HISTORY ETHNOGRAPHY NATURE WINE-MAKING SITE MAP
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SIR SAMUEL WHITE BAKER
CYPRUS AS I SAW IT IN 1879
page 143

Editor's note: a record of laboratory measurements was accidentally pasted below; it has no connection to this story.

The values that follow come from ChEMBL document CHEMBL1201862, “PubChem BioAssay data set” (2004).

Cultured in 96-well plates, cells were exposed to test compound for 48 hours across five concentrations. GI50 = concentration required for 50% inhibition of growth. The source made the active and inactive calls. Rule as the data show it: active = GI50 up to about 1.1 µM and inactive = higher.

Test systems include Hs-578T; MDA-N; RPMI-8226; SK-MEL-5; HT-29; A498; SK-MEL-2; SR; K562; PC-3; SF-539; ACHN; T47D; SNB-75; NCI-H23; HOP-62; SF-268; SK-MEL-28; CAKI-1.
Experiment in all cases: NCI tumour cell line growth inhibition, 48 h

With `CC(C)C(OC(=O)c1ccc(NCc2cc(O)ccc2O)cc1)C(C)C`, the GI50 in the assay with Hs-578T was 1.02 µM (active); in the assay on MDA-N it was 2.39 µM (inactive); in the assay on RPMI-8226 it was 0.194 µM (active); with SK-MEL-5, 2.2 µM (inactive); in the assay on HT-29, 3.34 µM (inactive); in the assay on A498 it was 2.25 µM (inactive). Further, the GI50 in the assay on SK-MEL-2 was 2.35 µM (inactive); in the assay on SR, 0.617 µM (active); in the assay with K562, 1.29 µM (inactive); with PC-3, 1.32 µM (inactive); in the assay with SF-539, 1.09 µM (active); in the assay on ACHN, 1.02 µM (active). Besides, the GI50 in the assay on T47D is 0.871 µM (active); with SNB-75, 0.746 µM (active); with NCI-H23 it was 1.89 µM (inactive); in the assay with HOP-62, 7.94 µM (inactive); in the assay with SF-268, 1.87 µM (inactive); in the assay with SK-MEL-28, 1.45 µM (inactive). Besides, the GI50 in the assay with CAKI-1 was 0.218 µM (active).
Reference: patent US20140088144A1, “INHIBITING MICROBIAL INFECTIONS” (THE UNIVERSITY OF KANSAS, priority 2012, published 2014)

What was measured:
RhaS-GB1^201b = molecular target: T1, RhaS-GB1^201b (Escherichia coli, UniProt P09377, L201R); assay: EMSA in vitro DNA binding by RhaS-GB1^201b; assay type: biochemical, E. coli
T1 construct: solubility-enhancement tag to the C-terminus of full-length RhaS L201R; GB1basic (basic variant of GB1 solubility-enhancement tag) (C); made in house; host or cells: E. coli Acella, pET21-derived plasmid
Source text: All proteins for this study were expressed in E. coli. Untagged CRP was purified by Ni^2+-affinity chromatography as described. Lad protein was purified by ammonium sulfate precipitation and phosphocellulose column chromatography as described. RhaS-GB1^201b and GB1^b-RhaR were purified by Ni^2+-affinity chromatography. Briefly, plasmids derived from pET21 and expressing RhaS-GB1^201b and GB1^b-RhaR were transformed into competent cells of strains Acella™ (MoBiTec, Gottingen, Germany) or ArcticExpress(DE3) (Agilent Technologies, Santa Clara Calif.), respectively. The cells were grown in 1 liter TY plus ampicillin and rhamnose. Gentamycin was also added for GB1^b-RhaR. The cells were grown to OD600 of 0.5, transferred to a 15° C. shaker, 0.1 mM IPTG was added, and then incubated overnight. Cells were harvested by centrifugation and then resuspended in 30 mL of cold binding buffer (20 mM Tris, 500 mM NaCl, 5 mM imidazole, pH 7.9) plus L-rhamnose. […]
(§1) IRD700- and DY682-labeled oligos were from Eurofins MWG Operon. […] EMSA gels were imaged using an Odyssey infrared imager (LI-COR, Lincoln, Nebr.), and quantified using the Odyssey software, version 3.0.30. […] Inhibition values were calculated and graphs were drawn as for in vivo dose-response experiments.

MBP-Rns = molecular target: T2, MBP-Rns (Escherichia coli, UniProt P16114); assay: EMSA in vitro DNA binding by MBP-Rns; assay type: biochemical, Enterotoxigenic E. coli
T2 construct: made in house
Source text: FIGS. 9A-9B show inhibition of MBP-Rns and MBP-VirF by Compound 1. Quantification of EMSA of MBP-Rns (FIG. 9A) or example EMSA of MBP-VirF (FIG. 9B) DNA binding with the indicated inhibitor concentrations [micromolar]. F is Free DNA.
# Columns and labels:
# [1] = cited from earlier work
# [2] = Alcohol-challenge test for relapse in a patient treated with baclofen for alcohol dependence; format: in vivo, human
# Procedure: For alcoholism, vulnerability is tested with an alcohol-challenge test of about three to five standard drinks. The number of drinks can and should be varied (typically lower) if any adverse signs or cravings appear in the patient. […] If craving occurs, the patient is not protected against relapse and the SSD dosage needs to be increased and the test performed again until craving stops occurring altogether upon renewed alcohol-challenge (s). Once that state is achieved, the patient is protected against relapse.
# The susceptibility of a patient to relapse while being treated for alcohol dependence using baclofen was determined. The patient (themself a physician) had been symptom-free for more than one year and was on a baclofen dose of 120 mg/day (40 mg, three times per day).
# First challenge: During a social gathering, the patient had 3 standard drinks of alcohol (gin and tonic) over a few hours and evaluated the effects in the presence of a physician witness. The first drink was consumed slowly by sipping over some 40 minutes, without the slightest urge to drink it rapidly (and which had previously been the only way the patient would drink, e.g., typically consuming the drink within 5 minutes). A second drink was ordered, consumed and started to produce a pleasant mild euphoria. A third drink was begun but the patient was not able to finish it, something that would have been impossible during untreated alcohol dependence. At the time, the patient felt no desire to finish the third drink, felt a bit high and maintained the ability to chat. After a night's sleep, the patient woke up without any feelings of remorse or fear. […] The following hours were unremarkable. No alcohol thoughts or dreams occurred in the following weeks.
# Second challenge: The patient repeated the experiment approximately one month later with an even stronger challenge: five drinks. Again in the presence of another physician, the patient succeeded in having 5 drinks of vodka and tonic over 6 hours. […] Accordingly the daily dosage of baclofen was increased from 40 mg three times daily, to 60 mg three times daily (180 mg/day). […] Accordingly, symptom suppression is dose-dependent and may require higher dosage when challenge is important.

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eight or ten feet by the white rock abounding wit fossil shells, while the substratum of hard sand was per fectly devoid of all traces of organic matter. The upheaval of a sea-bottom was clearly demonstrated. As the sandstone had decayed, vast fragments of th surface rock had broken down when undermined an had fallen to the base of the steep inclines, from the interstices of which a dense growth of evergreens produced an agreeable harmony of colouring, combining various shades of green with brown cliffs and white masses of disjointed limestone. The deep blue of the sea was a beautiful addition to this wild scenery, and after threading our way sometimes between narrow gorges, at other places along sequestered glens which exhibited young crops of cereals and cultivated olivetrees, we at length arrived at a halting-place upon the seashore, where a well of excellent water about ten feet from the surface had been sunk upon the seabeach within fifty yards of the waves. This was the best camping-ground we had had in Cyprus ; for the first time we stood upon real turf, green with recent showers, and firmly rooted upon a rich sandy loam. A cultivated valley lay a few hundred yards beyond us, completely walled in by high hills covered with wild olives, arbutus, and dwarf-cypress, and fronted by the sea. Some fine specimens of the broad-headed and shady caroub-trees gave a park-like appearance to the valley, through which a running stream entered from a ravine among the hills, and, winding through deep banks covered with myrtles and oleanders, expended itself upon the shingly beach in the centre of the bay. This sheltered cove, about 300 yards across the chord of the arc, formed rather more than a semicircle by the natural formation of the coast,

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